Conf. on joint study programmes delivers with flying colours

Monday, 20 May 2024

On Friday, Charles University hosted a highly successful, much-awaited conference entitled “Building Excellence in International Joint Study Programmes”. Under the auspices of Rector Milena Králíčková, the meeting of Czech and foreign experts focused on international joint study programmes, their implementation, financial support and promotion. The actual event – with carefully planned blocs for networking - provided plenty of opportunities to share know-how and went off without a hitch.

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CU Rector Milena Králíčková converses with her colleague Jan Polák, whose team organised Friday's successful conference.

International joint study programmes, which are organised in cooperation between two or more schools from different countries, are becoming increasingly popular. For universities, these study opportunities are one of the ways in which they can fulfil their commitment to internationalisation, strengthen their strategic partnerships with each other and enhance their international reputation. Through joint programmes, universities also promote international mobility, not only of their students, but also of academic staff and school management. Charles University has established 19 such joint study programmes with foreign universities.

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The conference invited esteemed guest speakers from the embassies of Lithuania, Slovakia, Estonia, and the Austrian Cultural Forum.

On Friday, at CU’s Blue auditorium attendees got a chance to see a wide array of presentations on the subject, and to engage in debate and discussion. The programme was kicked off by CU’s Vice-Rector for the Conception and Quality of Education Jan Polák, who introduced key partners in the event: representatives from the embassies of Lithuania, Estonia, and Slovakia and the Austrian Cultural Forum, as well as CU Rector Milena Králíčková. Each spoke about the importance of student mobility as well as the benefits of joint-programme cooperation for all involved (including universities themselves that benefit) as well as an placing an emphasis on excellence: the sharing of best practices and know-how. The aim is to offer still better opportunities for students in their respective fields as well as broader employment opportunities upon graduation, with their particular mix of specialisations and skills.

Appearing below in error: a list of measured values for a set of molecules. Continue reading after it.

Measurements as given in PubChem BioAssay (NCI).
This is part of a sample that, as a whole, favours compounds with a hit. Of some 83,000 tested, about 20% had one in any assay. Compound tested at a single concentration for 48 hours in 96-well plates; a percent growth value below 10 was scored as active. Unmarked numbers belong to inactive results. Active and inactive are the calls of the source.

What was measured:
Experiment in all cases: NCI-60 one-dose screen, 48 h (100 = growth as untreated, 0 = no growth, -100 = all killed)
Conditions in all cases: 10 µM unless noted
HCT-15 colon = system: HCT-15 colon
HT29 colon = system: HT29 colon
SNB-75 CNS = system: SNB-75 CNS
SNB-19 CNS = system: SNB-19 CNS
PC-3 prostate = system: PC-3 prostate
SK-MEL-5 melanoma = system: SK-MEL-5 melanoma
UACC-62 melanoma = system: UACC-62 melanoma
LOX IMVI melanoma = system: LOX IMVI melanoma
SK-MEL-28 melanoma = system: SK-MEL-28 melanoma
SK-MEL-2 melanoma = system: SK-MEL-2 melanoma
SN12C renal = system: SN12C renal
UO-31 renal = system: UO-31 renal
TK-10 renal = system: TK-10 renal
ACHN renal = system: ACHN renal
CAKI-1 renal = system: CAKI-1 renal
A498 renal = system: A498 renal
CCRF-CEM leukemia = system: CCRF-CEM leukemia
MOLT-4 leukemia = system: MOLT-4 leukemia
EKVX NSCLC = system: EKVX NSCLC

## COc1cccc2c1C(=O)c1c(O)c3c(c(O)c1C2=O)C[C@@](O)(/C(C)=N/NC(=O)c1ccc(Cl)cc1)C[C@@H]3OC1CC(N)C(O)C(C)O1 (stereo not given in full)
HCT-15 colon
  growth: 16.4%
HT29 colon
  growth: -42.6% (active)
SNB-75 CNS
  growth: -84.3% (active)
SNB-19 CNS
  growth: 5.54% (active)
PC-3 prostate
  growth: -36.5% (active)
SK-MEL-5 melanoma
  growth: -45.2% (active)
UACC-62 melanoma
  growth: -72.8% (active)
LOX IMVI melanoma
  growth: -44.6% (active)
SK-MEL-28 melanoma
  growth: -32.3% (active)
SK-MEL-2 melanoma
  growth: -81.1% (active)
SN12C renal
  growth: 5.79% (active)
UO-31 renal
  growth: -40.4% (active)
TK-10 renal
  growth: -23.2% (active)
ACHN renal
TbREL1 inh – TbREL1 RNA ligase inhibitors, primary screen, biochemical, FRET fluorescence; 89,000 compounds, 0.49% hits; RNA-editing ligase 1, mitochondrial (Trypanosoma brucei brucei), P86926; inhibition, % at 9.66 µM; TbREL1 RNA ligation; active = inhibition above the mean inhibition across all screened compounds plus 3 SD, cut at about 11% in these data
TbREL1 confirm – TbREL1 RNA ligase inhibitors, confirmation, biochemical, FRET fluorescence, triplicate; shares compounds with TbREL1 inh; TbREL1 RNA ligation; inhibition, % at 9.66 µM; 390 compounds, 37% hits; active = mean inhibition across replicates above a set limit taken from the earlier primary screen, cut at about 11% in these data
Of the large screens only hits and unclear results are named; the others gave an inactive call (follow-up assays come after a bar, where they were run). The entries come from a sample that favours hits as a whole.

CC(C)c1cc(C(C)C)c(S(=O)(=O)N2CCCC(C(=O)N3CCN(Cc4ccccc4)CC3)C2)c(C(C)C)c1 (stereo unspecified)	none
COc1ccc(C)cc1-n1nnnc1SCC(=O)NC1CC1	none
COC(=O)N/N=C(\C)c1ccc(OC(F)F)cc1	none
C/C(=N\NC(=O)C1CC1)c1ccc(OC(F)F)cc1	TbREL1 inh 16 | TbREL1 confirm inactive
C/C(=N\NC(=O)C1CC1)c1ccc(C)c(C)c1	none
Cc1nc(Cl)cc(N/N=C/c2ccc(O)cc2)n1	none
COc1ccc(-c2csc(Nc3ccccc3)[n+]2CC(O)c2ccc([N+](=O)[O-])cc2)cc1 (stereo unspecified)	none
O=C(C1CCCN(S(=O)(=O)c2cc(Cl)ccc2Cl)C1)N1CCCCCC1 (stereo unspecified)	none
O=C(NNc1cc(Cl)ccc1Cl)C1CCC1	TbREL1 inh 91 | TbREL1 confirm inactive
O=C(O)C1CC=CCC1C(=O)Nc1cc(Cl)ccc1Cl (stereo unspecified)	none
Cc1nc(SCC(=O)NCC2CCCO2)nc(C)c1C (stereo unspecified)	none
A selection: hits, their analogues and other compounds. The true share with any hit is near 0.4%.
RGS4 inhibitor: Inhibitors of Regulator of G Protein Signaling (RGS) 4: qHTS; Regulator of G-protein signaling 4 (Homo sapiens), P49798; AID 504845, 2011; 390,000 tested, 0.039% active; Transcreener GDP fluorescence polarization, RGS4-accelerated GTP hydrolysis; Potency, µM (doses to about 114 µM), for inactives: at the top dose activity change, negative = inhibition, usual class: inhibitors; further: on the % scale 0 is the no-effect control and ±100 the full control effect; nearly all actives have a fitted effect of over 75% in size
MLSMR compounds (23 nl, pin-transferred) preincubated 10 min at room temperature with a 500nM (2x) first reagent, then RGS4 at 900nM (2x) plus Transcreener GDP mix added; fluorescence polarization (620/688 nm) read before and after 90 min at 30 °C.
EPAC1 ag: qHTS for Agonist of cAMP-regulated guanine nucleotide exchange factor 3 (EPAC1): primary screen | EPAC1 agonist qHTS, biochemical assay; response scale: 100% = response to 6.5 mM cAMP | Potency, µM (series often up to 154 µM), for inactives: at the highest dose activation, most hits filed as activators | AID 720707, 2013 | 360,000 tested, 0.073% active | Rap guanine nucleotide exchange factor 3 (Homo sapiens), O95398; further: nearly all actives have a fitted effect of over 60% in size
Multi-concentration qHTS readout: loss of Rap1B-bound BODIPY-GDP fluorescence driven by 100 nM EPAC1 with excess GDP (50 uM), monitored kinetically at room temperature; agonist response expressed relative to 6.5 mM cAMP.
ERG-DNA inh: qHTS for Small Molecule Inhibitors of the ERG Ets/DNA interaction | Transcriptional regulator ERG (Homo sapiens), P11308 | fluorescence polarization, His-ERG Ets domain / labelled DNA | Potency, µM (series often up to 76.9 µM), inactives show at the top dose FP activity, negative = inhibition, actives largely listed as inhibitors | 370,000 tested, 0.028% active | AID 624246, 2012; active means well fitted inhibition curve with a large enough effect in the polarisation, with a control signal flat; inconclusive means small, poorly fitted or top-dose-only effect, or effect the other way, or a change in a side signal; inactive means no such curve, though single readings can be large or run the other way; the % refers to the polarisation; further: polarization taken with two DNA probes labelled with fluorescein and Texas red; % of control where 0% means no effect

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Vice-Rector Jan Polák at the podium where he appeared several times over the course of Friday's conference at Charles University.

Welcoming attendees, Vice-Rector Polák stressed just how much attention the meeting had garnered, how full or robust a programme was an offer, and how many representatives from different schools were taking part. “Before we go on, let me just go over a number of statistics because I think you will be proud of yourselves. We have a community of nine countries… and representatives from 48 higher learning institutions taking part, so I think that will be very helpful.”

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With that, the conference got underway with honorary addresses, including Charles University’s rector, Milena Králíčková, who emphasised that the overall point of the conference was not only to promote joint-cooperation in general but also to build on existing programmes, striving for even greater excellence. Here is what the rector had to say:

“We all are dedicated to making sure Charles University is fully internationalised and open to meaningful international cooperation. There is Erasmus, more meaningful mobility, and we are really intent on being a leader among… the most effective universities in mobility whether we are talking about incoming or outgoing students. Here I would really like to thank our vice-rector Jan Polák, that he is really focused on the development of joint-study programmes, some of which you will hear about. Thank you to him and his colleagues, who really prepared a great programme for today.”